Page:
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QUEENSLAND, AUSTRALIA – Friday 16th to Thursday 29th April 2004


Bob & Shirley’s ‘Yetaboon’ Pilgrimage


[Reporter: Gerry PECK; Photographer: Margaret PECK; ‘EadItter: George MILLIE]



Day Eight – Another FEOFA Reunion


Friday 23rd April

The weather, brilliant and rather warm for Autumn, remained ideal for the plan for the day - a mass gathering of FEOFA from as far afield as Toowoomba in the west and Cooroy in the Noosa hinterland at the far end of the Sunshine coast. Maggie and I were laying on a BBQ for the occasion. First to arrive shortly after 09.00hrs was the Toowoomba (49B) contingent, George and Marion Millie. They were dropped on our doorstep by their Godson Michael and his wife Nicole. The Millie’s were attending the wedding of Michael’s brother on Saturday and would stay overnight with us. Next to put in an appearance was Reggie Harper of 51A vintage, followed soon afterwards by Roy Dusty Ashman (42C) and his wife Kay. We were especially delighted to see Kay, who has suffered some fairly severe bronchial problems. Reggie’s wife Vera was in Sydney on family business and not due back until noon on Saturday. I started on the duties that are only proper for a Jeep confronted by senior intakes, as in the preparation of burnt offerings. Just as the last of the meat received its layer of charcoal, the newlyweds arrived right on cue, I refer of course to Phil (53A) Hutchinson and his lovely bride, Lynne. They had made very good time indeed, all the way from Cooroy in less than two hours, a distance of around 160 kilometres.


FEOFA and guests

(left to right) George (‘A’ Coy 49B) & Marion Millie, Reg Harper (‘B’ Coy 51A), Gerry Peck (‘B’ Coy 53B)

Phil (‘B’ Coy 53A) & Lynne Hutchinson, Roy (‘E’ Coy 42C) & Kay Ashman, Bob (‘C’ Coy 52B) & Shirley Langley

[photographer: Margaret Peck]


The burnt offerings were graciously received and we had a really good session, with many anecdotes being thrown into the ring, each one unlocking a memory of places and faces from our shared past. Lynne was just fascinated by the tales being trotted out as we regaled each other with humorous episodes in which we had either been personally involved or witnessed first-hand. It was a wonderful day, brilliant company, superb weather and all the food and drink that you could want. Bob and Shirley confided to Maggie and me that it was a highlight of their stay in Oz and those few words were, in truth, reward enough. As the guests began to take their leave of us, Bob and Shirley prepared to depart with Reg, the plan being for them to take in a trip to Brisbane with the Harpers once Vera had been picked up from Brisbane Airport on Saturday. Reg and Vera live on a beautiful, very bucolic and quite magnificent acreage at Anstead, near Ipswich. It was the second area in Queensland to be settled. Maggie and I were on standby to deposit the Millies on Saturday afternoon at the wedding venue where George was to be the main speaker on behalf of his Godson.


Birthday Gifts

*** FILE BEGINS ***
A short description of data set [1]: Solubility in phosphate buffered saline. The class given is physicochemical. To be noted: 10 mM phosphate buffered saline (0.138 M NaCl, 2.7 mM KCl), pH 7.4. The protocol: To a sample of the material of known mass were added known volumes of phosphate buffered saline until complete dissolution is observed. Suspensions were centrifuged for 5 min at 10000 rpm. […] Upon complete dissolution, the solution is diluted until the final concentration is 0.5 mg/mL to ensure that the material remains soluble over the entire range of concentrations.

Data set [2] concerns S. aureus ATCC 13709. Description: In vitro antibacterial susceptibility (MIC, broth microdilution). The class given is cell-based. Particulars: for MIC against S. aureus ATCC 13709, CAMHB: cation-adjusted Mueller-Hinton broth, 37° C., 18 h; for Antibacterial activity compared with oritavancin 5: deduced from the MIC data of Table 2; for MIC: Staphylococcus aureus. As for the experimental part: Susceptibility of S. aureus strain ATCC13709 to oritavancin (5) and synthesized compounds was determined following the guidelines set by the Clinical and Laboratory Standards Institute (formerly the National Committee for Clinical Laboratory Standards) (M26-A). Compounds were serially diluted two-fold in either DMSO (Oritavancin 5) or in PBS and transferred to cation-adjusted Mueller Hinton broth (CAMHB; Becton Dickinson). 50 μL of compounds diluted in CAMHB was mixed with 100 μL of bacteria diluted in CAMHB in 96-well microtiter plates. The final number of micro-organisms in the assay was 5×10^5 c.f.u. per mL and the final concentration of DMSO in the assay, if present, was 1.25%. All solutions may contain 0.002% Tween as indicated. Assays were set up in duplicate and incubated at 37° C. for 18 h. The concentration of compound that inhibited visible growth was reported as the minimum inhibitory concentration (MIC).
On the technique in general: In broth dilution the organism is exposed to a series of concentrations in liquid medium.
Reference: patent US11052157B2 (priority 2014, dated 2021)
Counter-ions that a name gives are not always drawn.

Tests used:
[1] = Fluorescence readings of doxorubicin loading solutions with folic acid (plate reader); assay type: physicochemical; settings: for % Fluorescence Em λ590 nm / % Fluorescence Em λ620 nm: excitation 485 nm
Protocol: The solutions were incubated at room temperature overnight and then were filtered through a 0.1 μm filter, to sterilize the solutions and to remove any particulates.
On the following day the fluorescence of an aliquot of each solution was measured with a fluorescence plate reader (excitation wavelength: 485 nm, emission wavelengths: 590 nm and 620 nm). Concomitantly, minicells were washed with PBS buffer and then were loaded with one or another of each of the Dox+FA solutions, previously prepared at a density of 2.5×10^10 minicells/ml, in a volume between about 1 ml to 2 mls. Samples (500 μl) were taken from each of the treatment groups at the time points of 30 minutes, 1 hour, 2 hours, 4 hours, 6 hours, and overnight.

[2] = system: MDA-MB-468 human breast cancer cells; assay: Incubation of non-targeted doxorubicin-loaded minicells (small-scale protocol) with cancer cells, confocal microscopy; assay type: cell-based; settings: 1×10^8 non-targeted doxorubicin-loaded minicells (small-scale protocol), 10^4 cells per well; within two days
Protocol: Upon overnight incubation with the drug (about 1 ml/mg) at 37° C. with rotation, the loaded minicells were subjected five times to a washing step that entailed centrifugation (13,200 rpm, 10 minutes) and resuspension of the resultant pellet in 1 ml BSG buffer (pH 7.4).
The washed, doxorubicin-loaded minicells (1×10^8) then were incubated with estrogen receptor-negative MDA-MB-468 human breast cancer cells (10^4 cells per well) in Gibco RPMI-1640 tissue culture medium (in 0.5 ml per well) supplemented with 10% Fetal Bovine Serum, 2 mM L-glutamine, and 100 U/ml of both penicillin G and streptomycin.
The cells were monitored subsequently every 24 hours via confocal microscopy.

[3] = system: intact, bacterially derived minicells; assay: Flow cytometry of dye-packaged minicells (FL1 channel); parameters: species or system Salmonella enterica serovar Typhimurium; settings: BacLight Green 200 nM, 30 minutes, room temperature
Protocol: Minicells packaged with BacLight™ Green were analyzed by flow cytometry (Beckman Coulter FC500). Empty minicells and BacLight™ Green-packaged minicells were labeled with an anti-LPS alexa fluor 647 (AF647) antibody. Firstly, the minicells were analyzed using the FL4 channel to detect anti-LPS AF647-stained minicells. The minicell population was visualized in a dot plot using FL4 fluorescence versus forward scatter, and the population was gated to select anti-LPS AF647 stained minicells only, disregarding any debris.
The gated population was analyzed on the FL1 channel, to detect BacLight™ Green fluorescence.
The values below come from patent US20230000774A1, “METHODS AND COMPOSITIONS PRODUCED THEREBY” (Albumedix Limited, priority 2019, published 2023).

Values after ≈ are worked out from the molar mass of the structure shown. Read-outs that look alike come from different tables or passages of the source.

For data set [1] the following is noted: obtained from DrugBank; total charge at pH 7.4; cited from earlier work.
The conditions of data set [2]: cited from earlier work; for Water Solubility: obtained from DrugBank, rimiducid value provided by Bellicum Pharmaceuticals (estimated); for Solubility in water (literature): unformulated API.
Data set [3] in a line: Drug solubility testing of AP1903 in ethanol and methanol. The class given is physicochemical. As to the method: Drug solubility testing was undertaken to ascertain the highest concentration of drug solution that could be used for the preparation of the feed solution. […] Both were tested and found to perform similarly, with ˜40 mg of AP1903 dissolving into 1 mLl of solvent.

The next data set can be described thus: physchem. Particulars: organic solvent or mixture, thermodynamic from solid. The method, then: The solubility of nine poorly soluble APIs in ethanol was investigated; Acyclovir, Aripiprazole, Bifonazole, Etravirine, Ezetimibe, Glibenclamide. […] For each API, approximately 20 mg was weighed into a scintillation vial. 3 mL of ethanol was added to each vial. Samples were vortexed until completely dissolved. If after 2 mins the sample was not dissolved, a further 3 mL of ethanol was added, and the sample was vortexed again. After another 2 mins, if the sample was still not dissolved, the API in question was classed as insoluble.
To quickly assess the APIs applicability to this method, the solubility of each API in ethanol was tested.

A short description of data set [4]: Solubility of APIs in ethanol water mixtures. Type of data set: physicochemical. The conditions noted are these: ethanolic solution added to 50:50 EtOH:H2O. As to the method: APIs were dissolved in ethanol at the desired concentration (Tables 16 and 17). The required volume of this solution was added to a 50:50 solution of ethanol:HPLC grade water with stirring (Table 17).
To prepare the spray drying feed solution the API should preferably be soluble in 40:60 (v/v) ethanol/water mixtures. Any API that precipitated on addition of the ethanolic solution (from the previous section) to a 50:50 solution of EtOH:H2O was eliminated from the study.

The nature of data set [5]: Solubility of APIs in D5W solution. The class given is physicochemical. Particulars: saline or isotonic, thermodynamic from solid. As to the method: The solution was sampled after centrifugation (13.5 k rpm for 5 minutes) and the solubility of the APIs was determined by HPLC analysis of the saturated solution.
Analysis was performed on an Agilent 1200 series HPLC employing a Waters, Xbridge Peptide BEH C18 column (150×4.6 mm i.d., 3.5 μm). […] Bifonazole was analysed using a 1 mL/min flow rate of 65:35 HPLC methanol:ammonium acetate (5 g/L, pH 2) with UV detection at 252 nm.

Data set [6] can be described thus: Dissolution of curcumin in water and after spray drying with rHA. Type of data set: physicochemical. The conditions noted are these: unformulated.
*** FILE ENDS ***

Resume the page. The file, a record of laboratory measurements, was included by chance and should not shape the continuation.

Reg, on behalf of the FEOFA members, presented Bob with a commemorative scroll, designed, printed and framed by George, in recognition of his 67th birthday which was to fall on the morrow, Saturday 24th April.


The ‘Scroll’, printed on yellowing parchment and framed


On behalf of the FEOFA wives, Marion presented Bob with a pottery mug tastefully decorated with an appropriate legend:




George presented Bob with an official medallion struck to commemorate the first ANZAC Day, celebrated on 25th April 1915.


George preparing to present Bob with the ANZAC medallion, whilst Bob exhibits his ‘Scroll’ and FEOFA mug



Day Nine – Anstead


Saturday 24th April

Reg, Bob and Shirley picked Vera up from the Airport, and then proceeded to the lookout atop Mount Coot Tha, where a 360-degrees view can be enjoyed with uninterrupted vistas of city, coastline and hinterlands to feast ones eyes upon. Even the oddly-shaped Glasshouse Mountains are clearly visible from this vantage point. A tour of the Botanical Gardens was next, with a meal in the idyllically situated restaurant and then a short drive into the city, followed by a trip along and across the Brisbane River by way of a city “cat”, a high-speed passenger catamaran, servicing the river. Their destination was South Bank, a large park-like complex directly opposite the central business district of Brisbane on the far bank. A very well patronized open air market set up in the complex has many specialty shops on its periphery, restaurants selling all manner of exotic cuisines, and the more mundane fast food outlets. The park area has a lido which is always full of people enjoying the chance to take a safe dip. As evening drew in, the city lights came on, so that the return trip on the city “cat” was like going into a tunnel of lights, with the reflections shimmering in the moving waters and the car lights of the riverbank freeway on the city side of the river adding to this surreal effect. This is certainly something that I would recommend for any visitor to Brisbane to add to their itinerary.



Day Ten – ANZAC Day in Toowoomba


Published: April 2004